- The Washington Times - Thursday, November 2, 2006

For some time, Subaru has been on a track to reinvent itself as a purveyor of high-performance sports sedans, in addition to its garage full of sturdy all-wheel-drive vehicles, most of which are suited to more mundane purposes.

It started with the WRX and WRX STi rally-oriented machines, which were based on the compact Subaru Impreza. They made an indelible impression on the young tuner crowd, among others.

In 2006, the midsize Legacy got a boost into the sports-sedan category with the introduction of the limited-edition 2.5GT spec.B model. Though it kept the GT’s powertrain, the spec.B added stiffer suspension system tuning and 18-inch wheels with fatter performance tires.

Now, for 2007, Subaru — as TV chef Emeril Lagasse would say — kicks the spec.B up another notch with the addition of SI-Drive computerized engine control, a new rear differential and a six-speed manual gearbox in place of last year’s five-speed.

The SI-Drive, which is available on all turbo Legacy and Outback models, is the sort of gee-whiz, technological performance enhancement expected from German manufacturers such as BMW, Audi and Mercedes-Benz.

Nevertheless, it is not surprising coming from Japan’s Subaru because Subaru has been working to mold itself somewhat in the image of BMW.

The company actually carries on the legacy of two other German manufacturers: Porsche and Volkswagen. Every Subaru comes equipped with a horizontally opposed engine, in which the cylinders lie flat, feet to feet, on both sides of the crankshaft, instead of leaning on an angle or standing up as in conventional V-type or in-line engines.

Horizontally opposed engines — also called boxer or flat engines — were a fixture for four decades on the original Volkswagen Beetle, which was designed by the famed Dr. Ferdinand Porsche. VW no longer uses them, but they still power the Porsche 911, Boxster and Cayman.

Unlike Porsche, which also uses standard-configuration engines in its Cayenne SUVs, Su-baru uses boxer engines exclusively, with four or six cylinders, along with turbocharging. And unlike other manufacturers, all of its cars come with all-wheel drive. At BMW, all-wheel drive is an extra-cost option.

Whether the spec.B Legacy would satisfy a BMW aficionado is an open question, but there’s no doubt that it is a high-performance sports sedan.

The four-cylinder boxer engine displaces just 2.5 liters. But with the turbo boost, it puts out 243 horsepower with 241 foot-pounds of torque at 3,600 rpm. To help get that power to the pavement, the new spec.B comes with traction and stability control, as well as a new, quicker-acting rear differential.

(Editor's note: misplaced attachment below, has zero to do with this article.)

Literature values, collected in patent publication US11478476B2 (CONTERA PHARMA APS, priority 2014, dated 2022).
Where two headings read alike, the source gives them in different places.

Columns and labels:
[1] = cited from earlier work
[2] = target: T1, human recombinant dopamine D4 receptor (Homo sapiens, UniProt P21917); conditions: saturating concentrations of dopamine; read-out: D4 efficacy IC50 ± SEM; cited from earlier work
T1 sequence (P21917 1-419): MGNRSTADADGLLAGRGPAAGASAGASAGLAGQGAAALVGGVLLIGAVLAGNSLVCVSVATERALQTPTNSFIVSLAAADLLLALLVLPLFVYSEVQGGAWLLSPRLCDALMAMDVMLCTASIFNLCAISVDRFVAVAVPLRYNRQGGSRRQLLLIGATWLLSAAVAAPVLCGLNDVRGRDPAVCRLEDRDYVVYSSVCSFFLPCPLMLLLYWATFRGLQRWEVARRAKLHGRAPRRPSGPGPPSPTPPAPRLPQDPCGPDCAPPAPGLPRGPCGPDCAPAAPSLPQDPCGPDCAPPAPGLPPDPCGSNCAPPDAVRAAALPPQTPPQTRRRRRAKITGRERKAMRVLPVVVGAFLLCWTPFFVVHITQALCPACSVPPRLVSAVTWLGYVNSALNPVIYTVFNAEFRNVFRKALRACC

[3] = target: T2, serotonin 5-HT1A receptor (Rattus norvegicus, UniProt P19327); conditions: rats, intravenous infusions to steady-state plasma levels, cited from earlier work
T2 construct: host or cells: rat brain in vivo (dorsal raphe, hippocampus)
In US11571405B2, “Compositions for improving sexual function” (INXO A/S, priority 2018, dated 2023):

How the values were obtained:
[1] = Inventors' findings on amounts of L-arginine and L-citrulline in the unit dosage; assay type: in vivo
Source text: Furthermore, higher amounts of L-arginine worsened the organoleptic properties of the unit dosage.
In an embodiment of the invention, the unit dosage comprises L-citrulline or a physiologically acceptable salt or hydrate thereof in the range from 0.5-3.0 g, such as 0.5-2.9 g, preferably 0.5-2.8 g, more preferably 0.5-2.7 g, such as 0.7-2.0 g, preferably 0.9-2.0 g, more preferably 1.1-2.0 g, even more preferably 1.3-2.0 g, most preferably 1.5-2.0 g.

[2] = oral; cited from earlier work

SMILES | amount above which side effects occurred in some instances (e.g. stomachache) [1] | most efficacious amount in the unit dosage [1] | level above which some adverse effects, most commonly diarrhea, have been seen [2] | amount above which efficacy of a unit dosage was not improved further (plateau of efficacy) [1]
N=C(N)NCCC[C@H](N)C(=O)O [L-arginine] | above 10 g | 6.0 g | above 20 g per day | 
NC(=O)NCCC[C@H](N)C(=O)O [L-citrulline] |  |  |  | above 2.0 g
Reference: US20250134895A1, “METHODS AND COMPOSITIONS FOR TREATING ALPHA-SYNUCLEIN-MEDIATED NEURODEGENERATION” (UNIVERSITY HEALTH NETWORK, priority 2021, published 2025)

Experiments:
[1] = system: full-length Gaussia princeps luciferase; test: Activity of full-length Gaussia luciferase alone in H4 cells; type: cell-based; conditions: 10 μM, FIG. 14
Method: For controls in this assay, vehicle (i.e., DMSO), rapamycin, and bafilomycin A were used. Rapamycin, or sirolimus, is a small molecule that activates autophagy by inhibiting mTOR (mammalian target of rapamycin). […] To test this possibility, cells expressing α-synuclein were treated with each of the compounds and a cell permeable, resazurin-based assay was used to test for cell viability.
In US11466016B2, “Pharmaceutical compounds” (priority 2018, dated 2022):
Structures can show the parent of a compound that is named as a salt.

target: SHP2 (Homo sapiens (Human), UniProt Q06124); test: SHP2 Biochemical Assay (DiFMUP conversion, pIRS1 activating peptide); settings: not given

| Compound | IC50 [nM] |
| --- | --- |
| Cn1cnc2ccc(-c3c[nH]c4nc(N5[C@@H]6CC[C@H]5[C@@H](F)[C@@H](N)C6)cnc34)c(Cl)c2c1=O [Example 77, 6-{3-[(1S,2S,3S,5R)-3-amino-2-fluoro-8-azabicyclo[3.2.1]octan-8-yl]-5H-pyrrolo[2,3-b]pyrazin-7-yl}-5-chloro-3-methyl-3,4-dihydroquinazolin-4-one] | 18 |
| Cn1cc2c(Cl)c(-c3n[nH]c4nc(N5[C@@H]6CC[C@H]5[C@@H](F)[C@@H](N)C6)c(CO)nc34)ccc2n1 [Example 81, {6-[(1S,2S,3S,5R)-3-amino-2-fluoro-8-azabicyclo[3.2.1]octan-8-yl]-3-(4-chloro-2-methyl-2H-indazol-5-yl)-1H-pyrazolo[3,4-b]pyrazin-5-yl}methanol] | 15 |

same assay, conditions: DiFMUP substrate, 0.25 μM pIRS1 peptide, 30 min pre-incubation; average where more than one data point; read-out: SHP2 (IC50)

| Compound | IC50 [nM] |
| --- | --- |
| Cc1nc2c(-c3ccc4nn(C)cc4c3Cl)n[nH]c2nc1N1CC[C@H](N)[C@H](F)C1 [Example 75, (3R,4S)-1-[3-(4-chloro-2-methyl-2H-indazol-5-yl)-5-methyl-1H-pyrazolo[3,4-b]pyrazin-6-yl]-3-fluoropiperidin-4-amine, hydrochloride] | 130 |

In addition, the driver can choose to vary the engine’s performance characteristics with the SI-Drive. There are three settings: “intelligent,” “sport” and “sport sharp,” controlled by a knob on the console with a lighted readout nestled in the instruments.

Truth be told, it takes a keen sense of the subtleties of engine and drivetrain performance to distinguish among the three modes. A professional race driver likely would appreciate the differences, but the average motorist would be hard-pressed to tell one from another with the manual transmission.

The differences likely are more apparent with an automatic transmission because the SI-Drive modifies the shift points in the different settings. But the spec.B is available only with the six-speed manual gearbox.

Clutch action is light and progressive, and the six-speed’s shift linkage, though slightly clunky, is easy enough to manipulate either rapidly or leisurely, and you have to be a novice to miss a gear.

With the stiffer spec.B suspension system, which includes gas-filled shock absorbers, the test car exhibited a bias toward taut handling and away from a supple ride. Yet the ride was acceptable on all but the harshest surfaces.

The spec.B’s front seats deserve special mention. They are supportive, with large side bolsters to keep the torso in place during hard cornering. There’s a manual lumbar support, and the seat inserts are done up in alcantara, a pseudosuede covering that grips clothing, also helping to keep the driver anchored.

Although there are headrests for three in the back seat, only two should attempt to sit back there because the center position — as is fairly common on many cars these days — is severely shortchanged. Even the outboard positions are tight on headroom, though there’s plenty of knee room.

Priced at $34,620, the Legacy GT spec.B comes only one way: fully equipped, with antilock brakes and electronic brake force distribution; traction and stability control; side air bags and side curtain air bags; a navigation system; dual-zone automatic climate control; remote locking; an audio system with six-disc in-dash CD changer and pre-wiring for satellite radio; memory settings for the eight-way-power driver’s seat; motorized sunroof; heated front seats, and a leather-wrapped three-spoke sport steering wheel.

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